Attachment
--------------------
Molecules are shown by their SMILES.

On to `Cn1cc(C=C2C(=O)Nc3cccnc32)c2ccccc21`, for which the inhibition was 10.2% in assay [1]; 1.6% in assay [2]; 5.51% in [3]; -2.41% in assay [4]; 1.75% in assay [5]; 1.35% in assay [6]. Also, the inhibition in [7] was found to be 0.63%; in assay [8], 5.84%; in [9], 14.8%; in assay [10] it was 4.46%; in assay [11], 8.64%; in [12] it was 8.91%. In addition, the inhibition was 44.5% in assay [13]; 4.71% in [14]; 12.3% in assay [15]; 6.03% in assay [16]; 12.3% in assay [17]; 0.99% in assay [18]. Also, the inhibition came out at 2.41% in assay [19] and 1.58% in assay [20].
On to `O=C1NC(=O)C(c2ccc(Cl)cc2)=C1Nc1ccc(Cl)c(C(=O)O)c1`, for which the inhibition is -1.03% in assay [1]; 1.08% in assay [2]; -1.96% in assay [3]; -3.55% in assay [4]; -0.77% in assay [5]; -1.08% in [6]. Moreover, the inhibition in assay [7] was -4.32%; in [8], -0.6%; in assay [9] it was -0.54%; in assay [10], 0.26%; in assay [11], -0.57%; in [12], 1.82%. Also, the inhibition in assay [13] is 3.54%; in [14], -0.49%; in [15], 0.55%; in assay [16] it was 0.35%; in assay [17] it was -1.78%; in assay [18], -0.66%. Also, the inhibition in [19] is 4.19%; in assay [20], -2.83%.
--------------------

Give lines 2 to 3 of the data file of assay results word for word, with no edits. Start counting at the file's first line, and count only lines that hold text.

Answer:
On to `Cn1cc(C=C2C(=O)Nc3cccnc32)c2ccccc21`, for which the inhibition was 10.2% in assay [1]; 1.6% in assay [2]; 5.51% in [3]; -2.41% in assay [4]; 1.75% in assay [5]; 1.35% in assay [6]. Also, the inhibition in [7] was found to be 0.63%; in assay [8], 5.84%; in [9], 14.8%; in assay [10] it was 4.46%; in assay [11], 8.64%; in [12] it was 8.91%. In addition, the inhibition was 44.5% in assay [13]; 4.71% in [14]; 12.3% in assay [15]; 6.03% in assay [16]; 12.3% in assay [17]; 0.99% in assay [18]. Also, the inhibition came out at 2.41% in assay [19] and 1.58% in assay [20].
On to `O=C1NC(=O)C(c2ccc(Cl)cc2)=C1Nc1ccc(Cl)c(C(=O)O)c1`, for which the inhibition is -1.03% in assay [1]; 1.08% in assay [2]; -1.96% in assay [3]; -3.55% in assay [4]; -0.77% in assay [5]; -1.08% in [6]. Moreover, the inhibition in assay [7] was -4.32%; in [8], -0.6%; in assay [9] it was -0.54%; in assay [10], 0.26%; in assay [11], -0.57%; in [12], 1.82%. Also, the inhibition in assay [13] is 3.54%; in [14], -0.49%; in [15], 0.55%; in assay [16] it was 0.35%; in assay [17] it was -1.78%; in assay [18], -0.66%. Also, the inhibition in [19] is 4.19%; in assay [20], -2.83%.